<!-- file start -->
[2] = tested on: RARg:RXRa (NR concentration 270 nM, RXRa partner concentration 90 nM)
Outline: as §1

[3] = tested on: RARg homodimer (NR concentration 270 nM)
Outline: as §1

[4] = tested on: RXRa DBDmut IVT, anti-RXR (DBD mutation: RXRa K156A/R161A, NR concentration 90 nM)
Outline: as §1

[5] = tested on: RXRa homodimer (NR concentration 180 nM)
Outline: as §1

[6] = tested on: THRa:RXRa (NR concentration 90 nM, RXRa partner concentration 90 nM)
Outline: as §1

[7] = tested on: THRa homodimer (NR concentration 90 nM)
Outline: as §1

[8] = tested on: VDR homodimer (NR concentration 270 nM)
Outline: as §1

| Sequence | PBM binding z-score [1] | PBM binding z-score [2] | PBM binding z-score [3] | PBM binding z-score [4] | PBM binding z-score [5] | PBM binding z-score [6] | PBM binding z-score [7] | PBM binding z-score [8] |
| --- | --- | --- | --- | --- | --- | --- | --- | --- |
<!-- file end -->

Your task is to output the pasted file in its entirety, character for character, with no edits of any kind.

[2] = tested on: RARg:RXRa (NR concentration 270 nM, RXRa partner concentration 90 nM)
Outline: as §1

[3] = tested on: RARg homodimer (NR concentration 270 nM)
Outline: as §1

[4] = tested on: RXRa DBDmut IVT, anti-RXR (DBD mutation: RXRa K156A/R161A, NR concentration 90 nM)
Outline: as §1

[5] = tested on: RXRa homodimer (NR concentration 180 nM)
Outline: as §1

[6] = tested on: THRa:RXRa (NR concentration 90 nM, RXRa partner concentration 90 nM)
Outline: as §1

[7] = tested on: THRa homodimer (NR concentration 90 nM)
Outline: as §1

[8] = tested on: VDR homodimer (NR concentration 270 nM)
Outline: as §1

| Sequence | PBM binding z-score [1] | PBM binding z-score [2] | PBM binding z-score [3] | PBM binding z-score [4] | PBM binding z-score [5] | PBM binding z-score [6] | PBM binding z-score [7] | PBM binding z-score [8] |
| --- | --- | --- | --- | --- | --- | --- | --- | --- |